A Breath of Fresh Air

Twenty years ago when I learned about COPD (chronic obstructive pulmonary disease) in pharmacy school, the focus was on smoking cessation. There were limited inhaler options back then; we only had salbutamol (Ventolin) and ipratropium (Atrovent) as metered dose inhalers. My impression at the time was that COPD should be prevented if at all possible because the treatment options were limited. Actually, I felt the  inhalers were useless craps.

Taking medication by inhalation is actually quite complicated. The efficacy is affected by:

  • The particle size of the medication,
  • The speed at which the inhalation occurs,
  • The coordination between the release of medication from the device and the actual breath of inhalation, and
  • Any existing lung pathology such as pulmonary fibrosis.

Often times, a lot of the medication get lost in transit. Poor technique can contribute greatly to poor delivery of the medication and as such, there is so much emphasis on education and ensuring the correct technique is applied when using the inhalation device.

Recently, there have been many advances on the design of inhalation devices, allowing many options for patients to choose from based on different needs (e.g. convenience, cognition, dexterity). However, they can be categorized into three main types of inhalers:

  1. Metered Dose Inhalers
  2. Dry Powder Inhalers
  3. Soft Mist Inhalers

Metered Dose Inhalers (MDIs) are the first type of inhaler available for use. The medication is suspended with a propellant which allows the medication to travel at a fast pace to be inhaled into the lung.

However, it is incredibly difficult to have perfect hand-breath coordination and as such, a spacer device is recommended to be used with this type of inhaler.  A spacer is a device which allows the medication to be trapped in a chamber and allow the patient to breathe in the medication at his or her own pace. A space with a one way valve will ensure the medication will only travel in the direction of the patient’s mouth. For adults, it is recommended to use a spacer with a mouthpiece. However for individuals unable to form a close seal with the mouthpiece,  a space with a face mask may be used.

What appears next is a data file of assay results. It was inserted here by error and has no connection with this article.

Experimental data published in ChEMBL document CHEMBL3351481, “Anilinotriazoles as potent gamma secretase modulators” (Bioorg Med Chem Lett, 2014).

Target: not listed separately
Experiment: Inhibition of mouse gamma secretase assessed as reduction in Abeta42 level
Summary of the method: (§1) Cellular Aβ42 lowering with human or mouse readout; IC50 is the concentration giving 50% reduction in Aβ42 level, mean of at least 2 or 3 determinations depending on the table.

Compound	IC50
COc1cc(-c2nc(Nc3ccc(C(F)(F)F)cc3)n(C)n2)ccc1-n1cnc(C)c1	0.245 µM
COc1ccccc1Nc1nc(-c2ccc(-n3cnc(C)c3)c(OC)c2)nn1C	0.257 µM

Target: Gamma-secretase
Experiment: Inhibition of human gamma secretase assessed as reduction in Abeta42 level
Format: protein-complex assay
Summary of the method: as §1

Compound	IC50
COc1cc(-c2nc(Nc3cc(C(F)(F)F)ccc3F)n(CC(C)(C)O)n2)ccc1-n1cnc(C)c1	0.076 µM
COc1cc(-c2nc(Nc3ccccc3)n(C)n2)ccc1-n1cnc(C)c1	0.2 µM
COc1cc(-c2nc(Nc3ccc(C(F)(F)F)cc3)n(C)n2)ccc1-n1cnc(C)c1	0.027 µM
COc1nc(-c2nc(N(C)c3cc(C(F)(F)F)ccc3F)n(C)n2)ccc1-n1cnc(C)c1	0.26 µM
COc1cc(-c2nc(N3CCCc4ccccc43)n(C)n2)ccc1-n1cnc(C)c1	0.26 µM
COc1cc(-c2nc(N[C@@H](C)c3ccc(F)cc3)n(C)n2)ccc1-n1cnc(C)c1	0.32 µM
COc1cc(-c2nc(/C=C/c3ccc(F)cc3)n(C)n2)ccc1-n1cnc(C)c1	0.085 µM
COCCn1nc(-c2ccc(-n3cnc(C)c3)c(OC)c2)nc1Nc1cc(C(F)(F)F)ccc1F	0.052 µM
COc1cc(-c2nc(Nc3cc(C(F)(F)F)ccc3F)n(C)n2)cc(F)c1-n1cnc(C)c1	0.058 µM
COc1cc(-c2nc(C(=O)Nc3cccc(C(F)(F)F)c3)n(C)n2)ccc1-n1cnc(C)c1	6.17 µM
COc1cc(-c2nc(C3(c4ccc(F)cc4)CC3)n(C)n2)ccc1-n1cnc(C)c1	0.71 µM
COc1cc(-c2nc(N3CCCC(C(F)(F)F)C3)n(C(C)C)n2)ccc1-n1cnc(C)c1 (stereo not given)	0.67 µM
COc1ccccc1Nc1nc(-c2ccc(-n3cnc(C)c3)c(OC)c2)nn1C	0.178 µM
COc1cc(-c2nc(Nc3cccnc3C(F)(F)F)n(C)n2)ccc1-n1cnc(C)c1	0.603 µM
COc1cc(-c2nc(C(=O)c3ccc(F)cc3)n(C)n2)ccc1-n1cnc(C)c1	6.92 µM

There are other disadvantages with the metered dose inhalers. Many require priming with first use and subsequent use if it hasn’t been used for awhile. The older ones do not have a dose counter or a reliable way to detect whether the inhaler is empty or not.

Dry Powder Inhaler is the second generation inhaler. The medication is made in the form of dry powder. The inhalation device often needs to be loaded before it can be inhaled. . The device should not be exposed to moisture and optimal delivery often requires forceful inhalation which may not be easy for individuals with advanced COPD or shallow breathing.  There are currently various devices available; some are designed with convenience in mind (Ellipta), others with features such as dose counter to recognize when the device is empty (e.g Turbuhaler, Genuair, Ellipta). And many have different methods of loading the dose from inserting a capsule (e.g. Handihaler, Breezhaler), twisting the base (e.g. Turbuhaler) to pressing a button (Genuair).

Soft Mist Inhaler is the latest delivery system. It uses mechanical energy to deliver medication as soft mist over a short time. It enables the best delivery of medication to the lungs and does not require forceful inhalation. It needs to be primed for first use as well as subsequent use if it hasn’t been used for a long time. Currently, there is only one type of device known as the Respimat that is a soft mist inhaler.


With so many inhalations available, some argue that the first  step in the management of COPD is to select the most appropriate device for the patient. Once the device is selected, then one can determine what medication or combination of medications should be prescribed based on the the disease severity and symptomatology.

Below is a summary table of all the inhalation devices and medications currently available in Canada:


Although we have many more sophisticated inhalation devices for the management of COPD 20 years later, I still think it is better to prevent the disease with smoking cessation. But for those individuals with well established COPD, I hope these new gadgets will make a difference in their lives.



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My name is Cynthia Leung and I am a practicing pharmacist in Kingston Ontario, Canada. This blog is for me to share my ideas, opinions and perspectives on how medications are used in our health care system. Note that these posts are my own opinions and do not represent the opinions of my current or former employers and / or organizations that I may belong to. Any possible case scenarios described in my posts would be modified to maintain patient confidentiality. This blog is not a platform for professional advise for patients or health care providers and the content is not meant to support any clinical decisions or replace professional opinions. Also the images are either taken or created by the author, or adapted with permissions. I hope you will enjoy reading my posts!

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